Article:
Dad always said he had relative pitch, that’s a measure of one to know what note to play or hear being played and know it. He was drafted into the Army during the Korean “conflict” and started a band in boot camp. Instead of going to Korea he toured Europe’s greatest cities for the US Army managing a symphony, and arrived home to meet my mother and have four kids and play in local symphonies after work. He played the “fiddle” to get himself through college and called square dances. He was so talented.
He always told me I had perfect pitch, so did all my music teachers, some with disdain. I don’t know that I have that anymore. Dad played every instrument and taught all. I cannot manage to play piano (keyboard was in storage) or my nice guitar. I gave up violin as a kid. “Santa” bought me a cheap guitar at age 12 and Dad taught me basic chords. As I age my voice could not be in a choir, or as a child soloist.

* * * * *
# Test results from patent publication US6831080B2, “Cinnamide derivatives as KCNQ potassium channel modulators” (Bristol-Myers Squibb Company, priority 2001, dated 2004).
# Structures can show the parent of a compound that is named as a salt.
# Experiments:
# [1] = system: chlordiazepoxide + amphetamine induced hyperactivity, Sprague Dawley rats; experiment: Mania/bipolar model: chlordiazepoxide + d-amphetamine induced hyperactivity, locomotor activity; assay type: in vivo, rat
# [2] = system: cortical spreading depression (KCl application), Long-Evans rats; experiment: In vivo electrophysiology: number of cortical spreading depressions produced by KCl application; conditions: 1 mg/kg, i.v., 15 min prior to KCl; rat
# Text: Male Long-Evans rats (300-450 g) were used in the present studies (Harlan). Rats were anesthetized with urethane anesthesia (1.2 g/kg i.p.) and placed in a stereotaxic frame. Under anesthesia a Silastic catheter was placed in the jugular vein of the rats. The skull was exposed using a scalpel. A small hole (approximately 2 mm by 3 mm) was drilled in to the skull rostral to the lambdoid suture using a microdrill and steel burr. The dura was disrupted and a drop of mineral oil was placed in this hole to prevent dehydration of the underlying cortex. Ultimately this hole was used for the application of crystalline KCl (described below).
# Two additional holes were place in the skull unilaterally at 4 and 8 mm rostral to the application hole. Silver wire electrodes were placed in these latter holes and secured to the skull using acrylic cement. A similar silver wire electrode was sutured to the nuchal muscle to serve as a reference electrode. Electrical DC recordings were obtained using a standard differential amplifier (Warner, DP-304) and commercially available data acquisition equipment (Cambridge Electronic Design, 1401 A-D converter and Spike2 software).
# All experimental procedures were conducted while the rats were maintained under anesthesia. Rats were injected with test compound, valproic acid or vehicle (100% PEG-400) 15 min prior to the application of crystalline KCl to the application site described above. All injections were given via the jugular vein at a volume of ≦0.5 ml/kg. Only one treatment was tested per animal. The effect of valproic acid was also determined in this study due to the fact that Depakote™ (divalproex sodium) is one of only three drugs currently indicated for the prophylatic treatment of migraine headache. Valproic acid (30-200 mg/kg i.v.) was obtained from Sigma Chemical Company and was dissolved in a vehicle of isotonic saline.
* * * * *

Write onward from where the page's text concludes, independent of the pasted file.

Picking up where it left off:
I took up guitar again at age 50 with two private tutors, one was “Oh, Preacher, Where Art Thou” and the other was a drummer who did not care whether I learned the guitar, only that I kept the beat. I quit, after all my husband and I were paying for classes and I was driving myself there. It was my decision, and again we moved.
I’ve many books of free lyrics because I like to guess the chords. I’ve also one of Dad’s “fakebooks.” He has (had) two more for me. I bought a large binder and individual sleeves and encased every page for the first one and will do so for the rest of them. We used to sing a song in harmony then he’d go on his own riff while I sang the melody, it was a song his father taught him. I don’t remember the riff but it was Old Shanty Town, from the 20’s. “Just a tumble down shack, by the old railroad track, like a millionaire’s mansion keeps calling me back.”
A local shop that is probably known for local and other talent was the place to go for guitar restoration. I had mine done and have a personal guitar teacher and a violin professional on hand when they’re needed. I haven’t been well enough yet.
My brother and I are looking for my father’s violin, that I played as a cello at age two. I will see whether it is salvageable, able to be reconditioned by violin professionals and it will go from his family to his alma mater where a violin scholarship has been created in his name.
Music will stay in our family and in our hearts, Dee